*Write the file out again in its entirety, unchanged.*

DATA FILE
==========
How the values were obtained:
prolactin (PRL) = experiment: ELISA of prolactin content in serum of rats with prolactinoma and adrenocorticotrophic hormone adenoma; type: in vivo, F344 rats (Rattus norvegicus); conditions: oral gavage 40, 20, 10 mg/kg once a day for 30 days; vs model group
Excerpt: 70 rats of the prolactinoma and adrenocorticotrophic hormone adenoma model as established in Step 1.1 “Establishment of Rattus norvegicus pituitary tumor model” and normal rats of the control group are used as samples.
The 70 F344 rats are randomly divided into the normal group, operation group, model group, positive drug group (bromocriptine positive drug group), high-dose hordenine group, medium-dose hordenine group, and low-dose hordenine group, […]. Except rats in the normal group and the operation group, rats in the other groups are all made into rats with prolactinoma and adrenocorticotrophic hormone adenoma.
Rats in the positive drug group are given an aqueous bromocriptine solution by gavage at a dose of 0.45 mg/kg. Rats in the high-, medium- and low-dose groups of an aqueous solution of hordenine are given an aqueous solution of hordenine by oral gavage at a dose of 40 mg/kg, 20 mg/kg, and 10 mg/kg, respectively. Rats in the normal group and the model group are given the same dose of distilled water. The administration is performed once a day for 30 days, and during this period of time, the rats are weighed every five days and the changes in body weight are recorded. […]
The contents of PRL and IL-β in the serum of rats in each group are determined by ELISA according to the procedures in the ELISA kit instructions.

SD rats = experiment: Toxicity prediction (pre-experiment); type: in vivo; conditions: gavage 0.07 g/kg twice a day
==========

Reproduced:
How the values were obtained:
prolactin (PRL) = experiment: ELISA of prolactin content in serum of rats with prolactinoma and adrenocorticotrophic hormone adenoma; type: in vivo, F344 rats (Rattus norvegicus); conditions: oral gavage 40, 20, 10 mg/kg once a day for 30 days; vs model group
Excerpt: 70 rats of the prolactinoma and adrenocorticotrophic hormone adenoma model as established in Step 1.1 “Establishment of Rattus norvegicus pituitary tumor model” and normal rats of the control group are used as samples.
The 70 F344 rats are randomly divided into the normal group, operation group, model group, positive drug group (bromocriptine positive drug group), high-dose hordenine group, medium-dose hordenine group, and low-dose hordenine group, […]. Except rats in the normal group and the operation group, rats in the other groups are all made into rats with prolactinoma and adrenocorticotrophic hormone adenoma.
Rats in the positive drug group are given an aqueous bromocriptine solution by gavage at a dose of 0.45 mg/kg. Rats in the high-, medium- and low-dose groups of an aqueous solution of hordenine are given an aqueous solution of hordenine by oral gavage at a dose of 40 mg/kg, 20 mg/kg, and 10 mg/kg, respectively. Rats in the normal group and the model group are given the same dose of distilled water. The administration is performed once a day for 30 days, and during this period of time, the rats are weighed every five days and the changes in body weight are recorded. […]
The contents of PRL and IL-β in the serum of rats in each group are determined by ELISA according to the procedures in the ELISA kit instructions.

SD rats = experiment: Toxicity prediction (pre-experiment); type: in vivo; conditions: gavage 0.07 g/kg twice a day